I have had some very proud moments, including singing La Marseillaise with the wonderful Queen Mother here at Le Manoir. I also invited HRH The Prince of Wales to visit when we finished our Heritage Garden – that was a very proud day. But I think receiving the Légion d’Honneur in 2013 was one of the proudest achievements for me.

Your dream future project?

Oh I have many! My team will laugh at that question! One of the projects I am working on now is developing the orchards here at Le Manoir and creating a wonderful vineyard just alongside it. We have a wonderful relationship with Hundred Hills vineyard just close to us and they are helping me, alongside some other wonderful friends, Xavier Guillaume, to develop this.

In the orchard, we are also waiting for our bee village and then having chickens. Developing this area has taken several years and it will be wonderful when we have all we have wanted in this space.

Who has been your most inspiring mentor, professionally or personally?

Well, I would say my parents, of course. They taught me from a very young age about provenance – we worked hard to grow our own produce in our garden; my papa taught me to forage, to plant, to nurture and then to help collect the produce when it was ready. Then my mum would work her magic in the kitchen for us all. It has stuck with me always and I have always shared my thoughts on the importance of seasonality. My mum has been my inspiration and taught me how to cook – I have shared her wisdom through the years to everyone who I work with.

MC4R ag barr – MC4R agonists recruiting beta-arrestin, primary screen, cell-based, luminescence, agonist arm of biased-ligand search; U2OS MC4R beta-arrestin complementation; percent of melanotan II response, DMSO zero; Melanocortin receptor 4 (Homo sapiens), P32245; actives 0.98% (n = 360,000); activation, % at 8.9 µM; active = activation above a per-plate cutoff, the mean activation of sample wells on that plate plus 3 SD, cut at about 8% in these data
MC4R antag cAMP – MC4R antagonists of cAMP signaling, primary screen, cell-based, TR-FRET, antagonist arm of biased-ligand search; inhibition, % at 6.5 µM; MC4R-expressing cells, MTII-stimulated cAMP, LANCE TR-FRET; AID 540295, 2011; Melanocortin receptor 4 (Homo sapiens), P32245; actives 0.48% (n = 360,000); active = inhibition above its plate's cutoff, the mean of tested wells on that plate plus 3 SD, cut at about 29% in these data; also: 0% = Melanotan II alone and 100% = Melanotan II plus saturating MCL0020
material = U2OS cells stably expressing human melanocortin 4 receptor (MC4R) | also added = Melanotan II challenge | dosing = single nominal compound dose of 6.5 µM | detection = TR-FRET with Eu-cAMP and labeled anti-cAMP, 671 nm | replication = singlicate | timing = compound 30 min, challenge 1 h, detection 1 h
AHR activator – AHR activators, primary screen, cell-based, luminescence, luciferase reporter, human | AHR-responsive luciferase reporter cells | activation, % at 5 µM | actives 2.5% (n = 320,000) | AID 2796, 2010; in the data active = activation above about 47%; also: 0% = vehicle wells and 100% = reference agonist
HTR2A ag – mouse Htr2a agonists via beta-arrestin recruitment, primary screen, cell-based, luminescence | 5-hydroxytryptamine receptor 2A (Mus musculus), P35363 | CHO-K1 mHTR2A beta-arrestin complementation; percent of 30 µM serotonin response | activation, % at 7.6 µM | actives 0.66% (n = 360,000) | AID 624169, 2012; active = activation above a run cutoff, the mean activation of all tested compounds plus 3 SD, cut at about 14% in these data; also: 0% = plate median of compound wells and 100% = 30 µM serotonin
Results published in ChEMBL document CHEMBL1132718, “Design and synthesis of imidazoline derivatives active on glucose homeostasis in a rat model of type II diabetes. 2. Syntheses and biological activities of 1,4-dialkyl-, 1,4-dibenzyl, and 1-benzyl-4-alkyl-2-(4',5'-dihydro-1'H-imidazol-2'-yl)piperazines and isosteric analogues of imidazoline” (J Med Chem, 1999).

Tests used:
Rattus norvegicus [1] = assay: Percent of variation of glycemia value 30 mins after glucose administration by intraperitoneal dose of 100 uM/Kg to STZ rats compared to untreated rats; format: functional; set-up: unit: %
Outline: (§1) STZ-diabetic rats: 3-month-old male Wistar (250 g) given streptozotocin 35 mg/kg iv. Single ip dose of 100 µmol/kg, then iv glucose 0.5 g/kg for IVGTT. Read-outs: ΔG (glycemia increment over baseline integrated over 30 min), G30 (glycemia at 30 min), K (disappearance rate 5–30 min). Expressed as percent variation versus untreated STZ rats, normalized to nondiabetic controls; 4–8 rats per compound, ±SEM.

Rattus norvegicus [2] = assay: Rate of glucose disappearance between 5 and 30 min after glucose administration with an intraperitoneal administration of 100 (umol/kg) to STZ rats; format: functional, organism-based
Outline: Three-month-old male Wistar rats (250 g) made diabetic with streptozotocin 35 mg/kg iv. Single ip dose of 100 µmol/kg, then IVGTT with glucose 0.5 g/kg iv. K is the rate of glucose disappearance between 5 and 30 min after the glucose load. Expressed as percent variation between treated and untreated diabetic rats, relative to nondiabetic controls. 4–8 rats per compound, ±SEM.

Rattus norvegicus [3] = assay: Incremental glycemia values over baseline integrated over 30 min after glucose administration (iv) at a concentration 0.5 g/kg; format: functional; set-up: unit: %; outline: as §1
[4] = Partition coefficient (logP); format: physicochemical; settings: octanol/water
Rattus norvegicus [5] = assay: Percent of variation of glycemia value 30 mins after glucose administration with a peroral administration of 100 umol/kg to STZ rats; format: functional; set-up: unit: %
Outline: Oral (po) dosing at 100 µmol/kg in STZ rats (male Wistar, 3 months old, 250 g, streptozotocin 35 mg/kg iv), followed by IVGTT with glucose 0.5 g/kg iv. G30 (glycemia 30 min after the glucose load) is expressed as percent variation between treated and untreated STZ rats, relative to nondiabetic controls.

Where would you live if you could live anywhere?

I would like to have a big home in the south of France to welcome all my family and friends to stay so we can enjoy time together.

What book is on your nightstand/ kindle right now?

I’m enjoying How To Be Good by Nick Hornby.

Best film you’ve seen recently?

I don’t really watch much television as I just don’t have time, but I do tune in to the football and the rugby or get them on catch up.

Best binge-watched TV show?

I am afraid I haven’t binge-watched. I enjoy watching Countryfile if I can and of course Top Gear now and then.

Top podcast of the moment?

I really enjoy podcasts when I listen to them – I have done some really lovely ones too with Holly Rubenstein and also Gardeners’ World. I enjoy listening to the Gardeners’ World ones; it is always interesting to hear what people are doing, what they think and how they work.